Reasonable effectiveness

In which, without lapse into solipsism, your correspondent defends mathematical formalism in the face of deep connections between mathematics and the physical universe.

In response to a comment of mine at Ars Math the unapologetic John Armstrong challenges me thus:

So, Matt, you’re a formalist? You seem to have a similar underlying belief that mathematics is a formal system, and a product of the activities of human minds (brains).

Not to claim a Platonic position here, but I challenge you with the same response as I’d give to a hardcore formalist: how do you explain the “unreasonable effectiveness” of mathematics in the physical sciences? Why should the output of human brains have anything to do with physical law, and how is it that truly well-formed sciences are invariably expressed in mathematics? Escapes into radical solipsism will be discarded as the jokes they are.

My response is after the jump.

OK, first some preliminaries. IANA philosopher, so don’t expect to much; I am (I hope) better at getting proofs done than shedding any great light on the nature of proof. Also I want to say from the start that independent of any question of formalism vs Platonism (vs. fictionalism vs…) I would still assert that mathematics doesn’t offer transcendently certain knowledge in any metaphysical sense. This is a general matter of falliblism. If mathematical objects do exist in a Platonic realm outside the physical universe, our reasoning about them is still only as certain as our fallible brains will allow. We can’t (strictly logically) rule out the possibility that everyone, including ourselves, who read the (apparent) proof of given theorem went temporarily insane and had an overwhelming sensation that they had read a valid proof when they hadn’t.

And now to the business at hand. Yeah, I’d say I’m a formalist. I am not, though, what I believe Penelope Maddy terms a “glib formalist” (as mentioned in this document I’ve linked to before); i.e. I think there are good “real world” reasons to pick one formal system to study over another. Indeed I think there is good reason to say that mathematics has always been reasoning about systems which are abstractions of things observed in the physical world. At the most basic level counting numbers are an abstraction of multiplicities of objects of the same kind; most early maths was an attempted to produce a model of the night sky and so on ). So while I assert that mathematics is the study of formal systems it is (usually at least) the study formal systems that have their roots in modelling aspects of the real world.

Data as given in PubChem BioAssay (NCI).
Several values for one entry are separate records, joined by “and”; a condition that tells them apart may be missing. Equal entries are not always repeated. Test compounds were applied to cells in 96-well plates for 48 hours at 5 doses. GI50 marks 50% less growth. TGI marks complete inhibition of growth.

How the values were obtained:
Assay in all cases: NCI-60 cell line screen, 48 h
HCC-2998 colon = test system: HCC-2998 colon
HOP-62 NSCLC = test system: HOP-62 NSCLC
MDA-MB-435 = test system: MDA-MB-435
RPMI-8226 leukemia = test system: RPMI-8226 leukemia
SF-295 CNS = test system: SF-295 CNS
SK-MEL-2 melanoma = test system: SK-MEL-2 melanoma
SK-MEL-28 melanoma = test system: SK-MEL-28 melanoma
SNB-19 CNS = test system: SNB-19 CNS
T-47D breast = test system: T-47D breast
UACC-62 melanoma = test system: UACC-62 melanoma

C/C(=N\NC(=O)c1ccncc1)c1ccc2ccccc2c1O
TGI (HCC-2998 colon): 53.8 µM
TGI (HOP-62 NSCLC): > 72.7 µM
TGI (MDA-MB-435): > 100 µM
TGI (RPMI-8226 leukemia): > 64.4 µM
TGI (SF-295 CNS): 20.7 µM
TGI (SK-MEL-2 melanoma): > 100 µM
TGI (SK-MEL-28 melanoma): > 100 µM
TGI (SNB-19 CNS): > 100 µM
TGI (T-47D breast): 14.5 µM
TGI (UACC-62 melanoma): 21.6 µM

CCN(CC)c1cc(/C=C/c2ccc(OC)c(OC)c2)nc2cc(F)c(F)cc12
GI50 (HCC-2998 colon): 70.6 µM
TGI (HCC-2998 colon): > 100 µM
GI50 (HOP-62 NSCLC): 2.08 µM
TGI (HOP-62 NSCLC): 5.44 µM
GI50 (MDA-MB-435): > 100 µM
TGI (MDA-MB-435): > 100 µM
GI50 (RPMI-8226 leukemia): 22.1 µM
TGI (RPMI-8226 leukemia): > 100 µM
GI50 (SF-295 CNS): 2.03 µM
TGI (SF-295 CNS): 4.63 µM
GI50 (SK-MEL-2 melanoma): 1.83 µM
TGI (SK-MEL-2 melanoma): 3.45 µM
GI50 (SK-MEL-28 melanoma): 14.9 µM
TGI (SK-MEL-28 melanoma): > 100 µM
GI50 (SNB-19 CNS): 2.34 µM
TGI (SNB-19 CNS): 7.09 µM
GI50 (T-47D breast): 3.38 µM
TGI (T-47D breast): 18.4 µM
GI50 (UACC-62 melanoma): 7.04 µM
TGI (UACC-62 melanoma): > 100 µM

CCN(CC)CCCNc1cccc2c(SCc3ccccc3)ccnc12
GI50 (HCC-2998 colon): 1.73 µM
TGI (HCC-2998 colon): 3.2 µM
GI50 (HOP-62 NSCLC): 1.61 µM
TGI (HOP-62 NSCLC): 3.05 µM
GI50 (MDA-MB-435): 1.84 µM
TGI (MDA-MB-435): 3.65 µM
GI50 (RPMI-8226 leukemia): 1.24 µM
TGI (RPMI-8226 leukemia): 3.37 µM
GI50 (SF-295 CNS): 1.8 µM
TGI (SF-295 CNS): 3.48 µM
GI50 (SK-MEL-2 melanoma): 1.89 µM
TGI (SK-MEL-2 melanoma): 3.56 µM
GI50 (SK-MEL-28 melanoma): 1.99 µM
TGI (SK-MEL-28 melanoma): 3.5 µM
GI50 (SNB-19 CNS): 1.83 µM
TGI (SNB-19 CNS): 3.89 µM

The second important thing is the flexibility of mathematics. Let’s here fix “mathematics” as “ordinary mathematics done in ZFC without particular thought to the foundations”. Mathematicians can use it to model the physical universe but we can also use it to build structures far from the physical universe. The vast majority of valid mathematical statements have no way of being interpreted in terms of physics at all. The vast majority of remainder describe physics that is wrong (at least in this universe ;)). That the few mathematical structures which can provide useful models of the physical universe get a lot of attention is a (non-arbitrary) human decision.

So, we have a hugely flexible formal abstract game, developed from the start in a way dependent on out ancestors understanding of the physical universe and which people deliberately (and successfully) use to model that universe. A relevant analogy now is natural language.

The well-developed study of linguistics means that nearly nobody would assert that natural languages refer to immaculate, Platonic essences of things. That languages develop through the action of human minds and the interactions of people with each other and with the world is too well documented and supported. Still, we find that natural languages are very good at describing the physical world, especially on familiar scales but I think if we try hard enough it can be used to accurate describe models of the very large and very small. It does this despite the fact that it’s only connections to the real world are those that people (consciously or otherwise) put there by shared convention.

In light of this, I think it is clear that we don’t need a metaphysical connection between the rules of game and a real-world phenomenon to be able to model the latter in the former, if we are prepared to put the work in.